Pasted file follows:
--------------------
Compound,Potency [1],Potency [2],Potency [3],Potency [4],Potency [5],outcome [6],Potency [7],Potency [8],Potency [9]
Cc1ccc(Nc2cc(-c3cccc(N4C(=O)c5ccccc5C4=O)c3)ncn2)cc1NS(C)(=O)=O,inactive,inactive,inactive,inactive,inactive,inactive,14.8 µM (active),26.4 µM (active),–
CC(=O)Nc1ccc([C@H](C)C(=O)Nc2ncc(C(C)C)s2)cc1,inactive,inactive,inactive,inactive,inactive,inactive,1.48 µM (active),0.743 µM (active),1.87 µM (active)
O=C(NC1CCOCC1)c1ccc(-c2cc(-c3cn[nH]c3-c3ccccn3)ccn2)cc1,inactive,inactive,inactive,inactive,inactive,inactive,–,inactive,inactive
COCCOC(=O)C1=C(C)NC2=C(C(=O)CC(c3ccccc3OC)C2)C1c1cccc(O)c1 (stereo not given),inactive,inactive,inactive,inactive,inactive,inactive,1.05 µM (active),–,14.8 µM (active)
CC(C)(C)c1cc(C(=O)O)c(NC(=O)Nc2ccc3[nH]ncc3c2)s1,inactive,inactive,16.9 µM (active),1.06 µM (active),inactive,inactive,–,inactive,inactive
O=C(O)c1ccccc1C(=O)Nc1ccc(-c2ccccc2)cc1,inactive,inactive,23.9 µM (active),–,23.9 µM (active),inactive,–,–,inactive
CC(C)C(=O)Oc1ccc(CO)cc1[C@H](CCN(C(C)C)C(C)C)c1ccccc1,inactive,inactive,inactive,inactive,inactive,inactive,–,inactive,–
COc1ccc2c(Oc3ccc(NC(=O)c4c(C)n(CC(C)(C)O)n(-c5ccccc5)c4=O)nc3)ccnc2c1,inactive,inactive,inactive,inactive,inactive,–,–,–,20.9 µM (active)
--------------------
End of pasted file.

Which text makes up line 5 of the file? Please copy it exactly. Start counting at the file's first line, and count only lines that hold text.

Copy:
COCCOC(=O)C1=C(C)NC2=C(C(=O)CC(c3ccccc3OC)C2)C1c1cccc(O)c1 (stereo not given),inactive,inactive,inactive,inactive,inactive,inactive,1.05 µM (active),–,14.8 µM (active)